• Wash and peel fruit and vegetables before consumption.
  • Wash hands regularly and carefully using soap and water (or alcohol gel when soap is unavailable).
  • Practise safer sex (using barrier contraception).
Get medical advice if you become ill within 21 days after getting home. You should call NHS111 or contact your GP by telephone; although it is very unlikely you have EVD, you should mention any potential exposure to the virus including dates and itinerary of travel.

EVD is a severe, often fatal illness in humans and is introduced into human populations by close contact with the blood and other bodily fluids and organs of infected wild animals such as antelopes, bats, chimpanzees, gorillas and monkeys. The virus then spreads from person to person by direct contact with blood, faeces, vomit, organs or other bodily fluids of infected persons; Infection can be transmitted via contact with objects, like contaminated needles or soiled clothing. Outbreaks have been spread by traditional burial practices, when mourners have direct contact with the deceased (such as touching or washing the body, which still contains high levels of Ebola virus) [8].

Hospital workers have been infected through close contact with infected patients and insufficient use of correct infection control precautions and barrier nursing procedures. Sexual transmission has been documented, as the virus can be present in semen for months after recovery [9].

Humanitarian and other aid workers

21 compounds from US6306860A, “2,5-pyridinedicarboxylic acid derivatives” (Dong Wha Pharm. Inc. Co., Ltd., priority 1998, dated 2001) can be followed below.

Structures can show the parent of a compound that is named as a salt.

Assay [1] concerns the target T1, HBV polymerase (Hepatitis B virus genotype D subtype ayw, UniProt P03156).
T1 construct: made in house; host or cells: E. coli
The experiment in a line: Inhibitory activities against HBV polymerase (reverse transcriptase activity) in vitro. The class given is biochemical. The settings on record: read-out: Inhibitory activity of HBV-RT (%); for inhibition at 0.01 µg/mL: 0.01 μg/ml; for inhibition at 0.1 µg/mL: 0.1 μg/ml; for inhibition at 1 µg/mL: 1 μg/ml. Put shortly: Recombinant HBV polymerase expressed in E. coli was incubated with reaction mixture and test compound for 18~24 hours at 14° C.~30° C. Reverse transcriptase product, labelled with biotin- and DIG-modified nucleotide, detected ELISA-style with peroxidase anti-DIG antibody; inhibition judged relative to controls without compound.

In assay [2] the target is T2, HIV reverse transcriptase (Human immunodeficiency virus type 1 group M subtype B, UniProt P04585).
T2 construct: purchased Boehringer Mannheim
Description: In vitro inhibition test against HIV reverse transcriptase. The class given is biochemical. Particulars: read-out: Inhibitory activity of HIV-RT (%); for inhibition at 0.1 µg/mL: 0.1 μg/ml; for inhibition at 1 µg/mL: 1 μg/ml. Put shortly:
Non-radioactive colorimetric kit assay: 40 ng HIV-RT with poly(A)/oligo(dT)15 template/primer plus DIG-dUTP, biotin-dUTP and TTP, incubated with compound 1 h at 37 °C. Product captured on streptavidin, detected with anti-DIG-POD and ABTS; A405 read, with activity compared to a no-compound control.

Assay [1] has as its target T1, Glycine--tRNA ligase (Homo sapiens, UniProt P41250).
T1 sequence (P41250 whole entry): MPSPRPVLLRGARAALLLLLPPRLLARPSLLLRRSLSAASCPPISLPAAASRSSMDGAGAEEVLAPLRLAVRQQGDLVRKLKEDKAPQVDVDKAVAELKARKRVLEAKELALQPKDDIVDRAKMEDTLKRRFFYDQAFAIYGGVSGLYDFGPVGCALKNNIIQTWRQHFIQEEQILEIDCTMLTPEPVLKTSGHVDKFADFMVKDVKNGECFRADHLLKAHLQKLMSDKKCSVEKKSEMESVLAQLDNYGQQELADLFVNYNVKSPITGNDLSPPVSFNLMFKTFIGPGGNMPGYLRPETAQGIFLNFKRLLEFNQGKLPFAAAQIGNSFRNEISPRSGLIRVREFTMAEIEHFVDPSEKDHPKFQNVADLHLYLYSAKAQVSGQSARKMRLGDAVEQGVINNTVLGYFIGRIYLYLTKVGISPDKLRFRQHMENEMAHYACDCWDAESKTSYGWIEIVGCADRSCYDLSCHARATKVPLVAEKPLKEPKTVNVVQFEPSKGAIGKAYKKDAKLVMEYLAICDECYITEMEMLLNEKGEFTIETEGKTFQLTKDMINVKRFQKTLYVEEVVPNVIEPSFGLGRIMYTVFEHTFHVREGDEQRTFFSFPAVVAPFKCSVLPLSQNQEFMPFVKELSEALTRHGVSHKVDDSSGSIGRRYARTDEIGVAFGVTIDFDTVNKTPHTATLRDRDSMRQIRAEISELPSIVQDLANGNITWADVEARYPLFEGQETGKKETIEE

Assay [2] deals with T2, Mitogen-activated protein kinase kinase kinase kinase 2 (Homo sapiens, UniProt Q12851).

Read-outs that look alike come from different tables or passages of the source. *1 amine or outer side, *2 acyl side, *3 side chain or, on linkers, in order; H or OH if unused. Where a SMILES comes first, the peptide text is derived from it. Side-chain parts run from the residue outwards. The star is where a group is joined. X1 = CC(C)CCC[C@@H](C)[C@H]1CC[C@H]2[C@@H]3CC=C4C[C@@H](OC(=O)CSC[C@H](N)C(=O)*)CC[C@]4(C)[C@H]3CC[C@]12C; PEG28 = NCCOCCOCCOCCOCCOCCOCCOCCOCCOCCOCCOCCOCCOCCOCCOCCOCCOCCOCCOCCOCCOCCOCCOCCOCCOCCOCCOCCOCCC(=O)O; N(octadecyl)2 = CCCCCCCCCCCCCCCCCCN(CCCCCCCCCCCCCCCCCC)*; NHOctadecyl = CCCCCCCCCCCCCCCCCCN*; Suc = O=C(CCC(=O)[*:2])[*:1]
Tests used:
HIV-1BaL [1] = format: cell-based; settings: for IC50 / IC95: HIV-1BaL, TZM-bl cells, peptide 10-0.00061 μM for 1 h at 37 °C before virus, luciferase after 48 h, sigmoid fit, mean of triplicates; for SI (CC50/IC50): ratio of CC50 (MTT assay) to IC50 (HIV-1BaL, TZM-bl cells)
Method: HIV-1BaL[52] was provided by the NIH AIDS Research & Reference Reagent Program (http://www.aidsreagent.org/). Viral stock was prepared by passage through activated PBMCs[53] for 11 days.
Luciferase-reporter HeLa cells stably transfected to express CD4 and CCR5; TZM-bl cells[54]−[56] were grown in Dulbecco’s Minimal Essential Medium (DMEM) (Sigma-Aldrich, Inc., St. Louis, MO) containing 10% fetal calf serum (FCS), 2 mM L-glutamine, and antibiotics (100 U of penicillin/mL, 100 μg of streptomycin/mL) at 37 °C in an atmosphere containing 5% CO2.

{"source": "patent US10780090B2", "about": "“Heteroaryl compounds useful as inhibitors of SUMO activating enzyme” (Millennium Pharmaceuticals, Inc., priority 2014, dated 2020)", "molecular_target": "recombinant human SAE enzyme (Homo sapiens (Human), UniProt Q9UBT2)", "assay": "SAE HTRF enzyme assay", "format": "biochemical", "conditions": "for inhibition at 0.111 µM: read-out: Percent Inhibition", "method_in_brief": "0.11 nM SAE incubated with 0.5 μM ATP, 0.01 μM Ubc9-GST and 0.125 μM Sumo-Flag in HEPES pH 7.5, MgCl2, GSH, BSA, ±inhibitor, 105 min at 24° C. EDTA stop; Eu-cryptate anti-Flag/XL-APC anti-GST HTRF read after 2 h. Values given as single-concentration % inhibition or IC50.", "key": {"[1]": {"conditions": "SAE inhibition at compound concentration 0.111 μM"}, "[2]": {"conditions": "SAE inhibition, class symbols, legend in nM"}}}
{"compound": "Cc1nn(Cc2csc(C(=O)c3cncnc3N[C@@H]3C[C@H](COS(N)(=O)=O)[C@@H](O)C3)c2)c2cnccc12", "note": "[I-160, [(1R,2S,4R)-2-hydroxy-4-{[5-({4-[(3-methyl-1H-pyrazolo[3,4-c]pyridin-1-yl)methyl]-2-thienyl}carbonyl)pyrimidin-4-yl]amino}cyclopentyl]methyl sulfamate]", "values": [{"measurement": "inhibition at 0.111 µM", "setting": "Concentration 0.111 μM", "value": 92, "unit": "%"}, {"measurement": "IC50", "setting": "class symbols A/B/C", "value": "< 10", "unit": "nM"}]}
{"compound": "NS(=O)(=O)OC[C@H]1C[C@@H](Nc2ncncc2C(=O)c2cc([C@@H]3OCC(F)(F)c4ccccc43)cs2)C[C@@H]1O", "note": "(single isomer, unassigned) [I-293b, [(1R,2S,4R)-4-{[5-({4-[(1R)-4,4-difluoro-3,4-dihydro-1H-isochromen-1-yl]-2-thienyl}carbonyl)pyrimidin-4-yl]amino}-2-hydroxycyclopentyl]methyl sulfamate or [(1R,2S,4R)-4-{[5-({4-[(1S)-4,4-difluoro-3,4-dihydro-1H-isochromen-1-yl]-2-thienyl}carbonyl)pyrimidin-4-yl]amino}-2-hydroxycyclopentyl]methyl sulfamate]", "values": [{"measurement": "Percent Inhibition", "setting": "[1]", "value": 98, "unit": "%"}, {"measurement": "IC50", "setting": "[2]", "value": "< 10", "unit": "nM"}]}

• Risk to UK personnel (non-clinical) working outside the affected areas in DRC is very low.
  • For those working in affected areas, risk will vary, depending on activities undertaken.
  • Exposure risk for those working directly with infected individuals, such as in treatment centres, is low, if strict barrier techniques have been implemented and all staff are provided with and trained in use of appropriate personal protective equipment [10].

Additional advice can been found in the Public Health England guidance (PHE): Ebola virus disease: information for humanitarian aid workers.

Individuals planning to go to outbreak areas for humanitarian activities should follow advice from their deploying organisation before they travel. PHE is operating a returning workers scheme for humanitarian and healthcare workers who will be residing in England, Wales, Scotland or Northern Ireland after they have completed their deployments. Deploying organisations are asked to register their workers with the scheme in advance of their return to the UK. Further information on the returning workers scheme is available from PHE.

This outbreak is being closely monitored and the risk will be re-evaluated if the epidemiological situation changes. Travellers should monitor NaTHNaC and FCO updates on a regular basis for more information.